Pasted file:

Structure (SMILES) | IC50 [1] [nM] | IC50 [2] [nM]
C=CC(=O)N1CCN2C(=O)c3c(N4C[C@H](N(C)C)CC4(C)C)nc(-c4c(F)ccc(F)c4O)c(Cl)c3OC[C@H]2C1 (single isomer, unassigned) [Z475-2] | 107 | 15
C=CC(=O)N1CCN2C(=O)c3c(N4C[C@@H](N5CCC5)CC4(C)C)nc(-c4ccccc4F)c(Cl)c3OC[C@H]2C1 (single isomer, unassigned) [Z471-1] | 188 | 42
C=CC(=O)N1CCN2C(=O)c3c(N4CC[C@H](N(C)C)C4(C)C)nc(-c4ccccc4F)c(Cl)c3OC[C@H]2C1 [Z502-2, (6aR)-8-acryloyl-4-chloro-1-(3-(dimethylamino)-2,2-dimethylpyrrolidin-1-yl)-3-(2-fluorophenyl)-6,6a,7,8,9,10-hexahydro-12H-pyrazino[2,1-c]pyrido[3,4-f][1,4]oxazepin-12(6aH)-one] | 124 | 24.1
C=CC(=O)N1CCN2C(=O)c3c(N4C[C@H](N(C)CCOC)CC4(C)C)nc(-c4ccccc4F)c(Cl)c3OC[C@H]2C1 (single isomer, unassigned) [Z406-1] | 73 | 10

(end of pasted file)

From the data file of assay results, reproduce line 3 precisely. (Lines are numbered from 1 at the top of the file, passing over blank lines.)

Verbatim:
C=CC(=O)N1CCN2C(=O)c3c(N4C[C@@H](N5CCC5)CC4(C)C)nc(-c4ccccc4F)c(Cl)c3OC[C@H]2C1 (single isomer, unassigned) [Z471-1] | 188 | 42